Ten Warning Signs of Dementia
As more brain researchers are finding that subjective cognitive complaints may be the earliest sign of Alzheimer’s disease, how can you tell the difference between normal age-related memory problems and early Alzheimer’s? The following 10 warning signs from the Alzheimer’s Association will help you differentiate the two.
- Significant memory changes. Forgetting important dates, events or appointments and repeatedly asking for the same information. If you are aging normally, you may sometimes forget names and doctor appointments, but not important events. Once you are reminded, you will continue to remember them.
- Difficulty solving problems or making plans. Difficulty doing things that were once easy such as keeping track of bills, working with numbers or following a recipe. When you age normally, you may occasionally make mistakes on these tasks but not routinely.
- Difficulty completing familiar tasks at home, work and play. Inability to complete normal daily tasks, trouble driving a car to and from a familiar location or difficulty remembering the rules of a favorite game. An age-related issue would be needing help to work an HD television or change settings on a microwave.
- Confusion with time or place. Losing track of the passage of time, forgetting day and year or not knowing how one arrived at a destination. With age-related changes, a person can be slightly confused about the day of the week but will figure it out when given clues and then retain it.
- Trouble understanding visual images and spatial relationships. Difficulty with judging distance, reading and determining color or contrast. Vision troubles may be a sign of Alzheimer’s for some people. Recognizing familiar places or people, not just family or friends but even famous people, may become challenging. Blurred vision or changes in eyeglass prescription are typical age-related changes.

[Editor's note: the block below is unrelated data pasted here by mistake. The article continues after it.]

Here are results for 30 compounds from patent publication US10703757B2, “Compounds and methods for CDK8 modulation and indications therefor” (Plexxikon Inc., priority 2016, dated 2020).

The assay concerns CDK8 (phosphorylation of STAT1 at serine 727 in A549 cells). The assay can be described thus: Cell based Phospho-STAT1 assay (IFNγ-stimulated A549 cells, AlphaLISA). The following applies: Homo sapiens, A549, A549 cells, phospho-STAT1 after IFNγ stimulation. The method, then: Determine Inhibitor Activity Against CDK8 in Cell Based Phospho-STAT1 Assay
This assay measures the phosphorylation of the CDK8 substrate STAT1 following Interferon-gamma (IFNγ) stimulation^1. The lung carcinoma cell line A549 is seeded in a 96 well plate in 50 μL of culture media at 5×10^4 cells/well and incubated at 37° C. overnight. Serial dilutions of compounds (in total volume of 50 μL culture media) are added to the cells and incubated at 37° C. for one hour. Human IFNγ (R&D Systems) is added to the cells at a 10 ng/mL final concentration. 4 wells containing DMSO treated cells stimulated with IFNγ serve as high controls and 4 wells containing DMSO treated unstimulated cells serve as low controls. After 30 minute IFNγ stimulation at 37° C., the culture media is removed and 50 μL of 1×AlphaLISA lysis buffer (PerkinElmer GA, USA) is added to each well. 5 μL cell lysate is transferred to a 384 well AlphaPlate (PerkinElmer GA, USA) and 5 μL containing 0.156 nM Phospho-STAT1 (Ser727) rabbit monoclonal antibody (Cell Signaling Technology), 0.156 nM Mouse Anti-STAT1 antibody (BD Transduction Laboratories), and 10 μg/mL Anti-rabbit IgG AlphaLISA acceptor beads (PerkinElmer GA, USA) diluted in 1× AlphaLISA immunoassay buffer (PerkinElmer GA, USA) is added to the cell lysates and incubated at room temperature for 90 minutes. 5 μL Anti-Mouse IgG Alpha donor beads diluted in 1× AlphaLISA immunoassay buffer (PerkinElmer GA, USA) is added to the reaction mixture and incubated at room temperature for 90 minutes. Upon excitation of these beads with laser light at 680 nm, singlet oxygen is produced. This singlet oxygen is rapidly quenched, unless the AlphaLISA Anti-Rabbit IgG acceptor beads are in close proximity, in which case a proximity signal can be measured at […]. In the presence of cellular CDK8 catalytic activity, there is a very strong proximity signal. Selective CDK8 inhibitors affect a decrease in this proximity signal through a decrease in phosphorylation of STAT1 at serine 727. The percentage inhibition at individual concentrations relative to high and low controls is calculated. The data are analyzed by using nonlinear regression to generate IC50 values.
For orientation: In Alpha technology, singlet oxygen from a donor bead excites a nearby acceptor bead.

- New problems with words in speaking or writing. Increasing trouble joining a conversation, calling things by the wrong name or repeating oneself. Occasional trouble finding the right word is a normal age-related issue.
- Misplacing things and losing the ability to retrace steps. Putting things in unusual places, losing things and being unable to find them or accusing people of stealing. Misplacing things from time to time but being able to retrace steps to find them is not an uncommon age-related issue.
- Decreased or poor judgment. Difficulty dealing with money or giving money away, often to strangers, when this is not a lifelong behavior. Making a bad decision once in a while is a normal age-related problem.
- Withdrawal from work or social activities. Becoming weary of work, family and social obligations: trouble remembering how to complete a favorite hobby or how to keep up with a favorite sports team. People with normal age-related complaints will sometimes complain of work, family and social obligations but their activity level does not dramatically decrease.
- Changes in mood and personality. Becoming confused, suspicious, depressed, fearful or anxious. A normal age-related change entails doing things a certain way and becoming irritable when the routine is disrupted.